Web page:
Updated October 2018: This is a post I brought over from DeliciousLA since it was a wonderful trip, and I hope this guide is helpful to those who might be interested in travelling to Olympic National Park.
This is part 3/3 of our Olympic National Park family trip report. We visited Olympic National Park as a family of 10 (2 grandparents in late 60’s and children as young as 2). All of the activities mentioned are suitable for a healthy, average fitness, family – though, we did carry the 2 year old at times.
ONP Day 5: Ruby Beach & Beach 4
On day 5, we visited the coastal portion of Olympic National Park. Although we’ve seen tidepools in Southern California where we live, we were blown away with the beauty and bounty of the tide pools in the Pacific Northwest. We visited Ruby Beach and Beach 4. We checked the tide schedule and planned our visit to Ruby Beach around low tide. To get to Ruby beach, you will need to climb over some large driftwood. Our 4 year old enjoyed this quite a bit, and our 2 year old was comfortably carried by myself or daddy. We did not find the path to the beach difficult, but do recommend taking your time on the driftwood if you are elderly or with younger children.
Once on the beach, there was so much to see!
There are ranger led tide pool talks during low tide summer season. We missed the formal guided talk, but Alex was still able to ask the ranger many questions. You can check the schedule for ranger tide pool talks at the Kalaloch Ranger Station.
The Ranger recommended we visit Beach 4, so we headed over there next.
Olympic National Park Beach tips:
Many family travelers recommend Rialto Beach, since it is the most easily accessible beach in Olympic National Park – no climbing over driftwood or taking a steep trail down to the beach. There are tide pools, and you can view the sunset by the parking lot. We were unable to visit as the road was closed for repair during our visit in late June 2017. Call 360 565 3131 to check if the access road is open before going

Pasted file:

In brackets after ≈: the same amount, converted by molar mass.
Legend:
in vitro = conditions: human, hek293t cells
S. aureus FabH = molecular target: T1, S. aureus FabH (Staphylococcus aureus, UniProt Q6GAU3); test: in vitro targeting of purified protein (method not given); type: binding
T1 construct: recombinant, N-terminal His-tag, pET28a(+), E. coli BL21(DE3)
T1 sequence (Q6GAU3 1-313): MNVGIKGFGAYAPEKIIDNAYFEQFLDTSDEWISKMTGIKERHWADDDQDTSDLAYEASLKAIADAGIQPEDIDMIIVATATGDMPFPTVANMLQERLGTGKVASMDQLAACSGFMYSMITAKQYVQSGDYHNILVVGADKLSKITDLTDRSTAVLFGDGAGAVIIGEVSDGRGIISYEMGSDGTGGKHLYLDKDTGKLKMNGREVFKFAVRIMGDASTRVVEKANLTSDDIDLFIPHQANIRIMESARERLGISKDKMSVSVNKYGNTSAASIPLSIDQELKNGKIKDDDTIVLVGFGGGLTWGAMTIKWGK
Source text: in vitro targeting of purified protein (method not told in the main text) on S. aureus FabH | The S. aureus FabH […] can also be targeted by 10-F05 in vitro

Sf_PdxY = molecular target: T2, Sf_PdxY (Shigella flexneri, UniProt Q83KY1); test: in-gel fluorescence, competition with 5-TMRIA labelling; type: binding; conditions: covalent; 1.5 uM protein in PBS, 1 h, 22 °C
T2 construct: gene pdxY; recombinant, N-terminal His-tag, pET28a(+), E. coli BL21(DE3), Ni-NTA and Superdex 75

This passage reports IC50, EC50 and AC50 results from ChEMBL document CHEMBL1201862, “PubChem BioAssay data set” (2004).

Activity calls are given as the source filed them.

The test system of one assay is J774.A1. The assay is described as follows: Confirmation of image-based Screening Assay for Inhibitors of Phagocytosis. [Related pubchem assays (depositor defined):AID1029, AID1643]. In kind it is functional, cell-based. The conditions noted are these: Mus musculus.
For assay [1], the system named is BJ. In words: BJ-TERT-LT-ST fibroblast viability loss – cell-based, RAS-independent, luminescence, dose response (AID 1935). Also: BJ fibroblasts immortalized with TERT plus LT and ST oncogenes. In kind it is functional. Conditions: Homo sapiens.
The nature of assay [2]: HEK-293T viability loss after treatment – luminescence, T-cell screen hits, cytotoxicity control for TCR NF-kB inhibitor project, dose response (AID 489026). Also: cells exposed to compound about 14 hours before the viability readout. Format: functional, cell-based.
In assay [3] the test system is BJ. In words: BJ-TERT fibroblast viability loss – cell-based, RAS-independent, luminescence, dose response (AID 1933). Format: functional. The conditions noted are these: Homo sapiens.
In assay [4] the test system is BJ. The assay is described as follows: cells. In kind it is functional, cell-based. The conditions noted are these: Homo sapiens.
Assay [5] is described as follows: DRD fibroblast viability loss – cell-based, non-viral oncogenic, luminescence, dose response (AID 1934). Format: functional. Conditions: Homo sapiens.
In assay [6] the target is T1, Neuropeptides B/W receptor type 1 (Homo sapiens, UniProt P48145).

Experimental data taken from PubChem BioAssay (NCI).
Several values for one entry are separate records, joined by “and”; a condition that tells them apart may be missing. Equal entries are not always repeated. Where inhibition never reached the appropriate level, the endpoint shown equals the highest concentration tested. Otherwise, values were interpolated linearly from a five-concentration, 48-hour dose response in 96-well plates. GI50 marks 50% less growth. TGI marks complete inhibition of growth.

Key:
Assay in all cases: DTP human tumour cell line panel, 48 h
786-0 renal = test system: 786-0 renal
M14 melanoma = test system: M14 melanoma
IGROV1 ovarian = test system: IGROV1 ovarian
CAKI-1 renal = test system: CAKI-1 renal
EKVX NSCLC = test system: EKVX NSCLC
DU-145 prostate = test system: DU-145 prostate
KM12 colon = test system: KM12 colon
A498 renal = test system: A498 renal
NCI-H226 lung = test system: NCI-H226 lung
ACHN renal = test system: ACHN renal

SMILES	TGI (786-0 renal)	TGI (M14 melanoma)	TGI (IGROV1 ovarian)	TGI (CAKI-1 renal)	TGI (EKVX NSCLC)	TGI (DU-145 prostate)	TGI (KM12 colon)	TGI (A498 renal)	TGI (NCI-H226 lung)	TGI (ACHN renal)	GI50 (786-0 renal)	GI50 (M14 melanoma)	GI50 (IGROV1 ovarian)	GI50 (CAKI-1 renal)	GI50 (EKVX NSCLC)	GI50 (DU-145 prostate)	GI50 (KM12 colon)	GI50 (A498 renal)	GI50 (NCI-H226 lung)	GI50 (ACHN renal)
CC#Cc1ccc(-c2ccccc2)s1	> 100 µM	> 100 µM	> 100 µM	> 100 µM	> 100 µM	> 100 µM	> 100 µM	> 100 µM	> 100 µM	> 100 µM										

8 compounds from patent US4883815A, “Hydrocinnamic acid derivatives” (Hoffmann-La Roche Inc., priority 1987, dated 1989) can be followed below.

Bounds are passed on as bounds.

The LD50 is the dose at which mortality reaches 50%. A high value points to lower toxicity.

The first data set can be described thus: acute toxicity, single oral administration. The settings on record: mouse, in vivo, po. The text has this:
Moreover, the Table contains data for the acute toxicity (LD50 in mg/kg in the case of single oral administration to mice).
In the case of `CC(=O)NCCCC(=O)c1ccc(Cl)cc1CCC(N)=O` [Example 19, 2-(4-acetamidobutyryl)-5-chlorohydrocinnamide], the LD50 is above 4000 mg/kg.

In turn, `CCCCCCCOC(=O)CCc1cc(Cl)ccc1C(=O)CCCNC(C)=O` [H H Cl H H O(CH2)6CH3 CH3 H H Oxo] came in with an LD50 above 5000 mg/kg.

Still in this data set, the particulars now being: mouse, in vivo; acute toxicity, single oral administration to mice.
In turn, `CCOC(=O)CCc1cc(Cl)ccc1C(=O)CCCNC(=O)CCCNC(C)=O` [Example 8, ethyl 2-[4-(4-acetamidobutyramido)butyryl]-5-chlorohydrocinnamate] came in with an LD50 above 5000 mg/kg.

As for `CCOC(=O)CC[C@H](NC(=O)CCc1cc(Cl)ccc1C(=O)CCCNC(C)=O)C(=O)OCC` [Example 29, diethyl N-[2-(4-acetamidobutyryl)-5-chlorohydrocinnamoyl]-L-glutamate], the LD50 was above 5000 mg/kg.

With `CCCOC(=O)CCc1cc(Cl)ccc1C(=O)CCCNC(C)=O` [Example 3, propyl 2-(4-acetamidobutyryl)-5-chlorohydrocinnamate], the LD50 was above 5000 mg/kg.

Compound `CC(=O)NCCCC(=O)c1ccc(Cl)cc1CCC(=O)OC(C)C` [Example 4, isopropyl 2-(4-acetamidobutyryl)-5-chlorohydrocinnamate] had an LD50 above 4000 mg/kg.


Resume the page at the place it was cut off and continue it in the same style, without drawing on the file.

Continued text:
Day 5 & 6: Quinault Rainforest
We had a great time exploring the Quinault rainforest. Everyone in the family enjoyed the Quinault Rainforest Nature Trail which was an easy 0.9 mile hike, as well as the 1/2 mile loop Maple Glade Trail.
We also took a short trail to the see the “World’s Largest Sitka Spruce.” To access the Quinault Giant Sitka Spruce, you’ll need to walk a 0.3 mile out and back trail from South Shore Road on a well maintained, relatively flat gravel trail.
The Quinault Sitka Spruce is considered the overall largest Sitka spruce in the world. It is estimated to be around 1000 years old and it stands 191 feet tall and 17.7 feet in diameter. It’s total volume is around 10,540 cubic feet and has a crown spread of 96 feet (source: outdoor project)
After the spruce, we had lunch nearby at the Salmon House, and then continued on to chase some waterfalls and enjoy more scenery on the 31 mile Quinault Lake Loop Drive.
Quinault Lake Loop Drive
Merriman Falls is right along the side of South Shore Road. We got out of the car to take some pictures, and my husband explored some of the trails around the base with my nephew and our 4 year old Alex.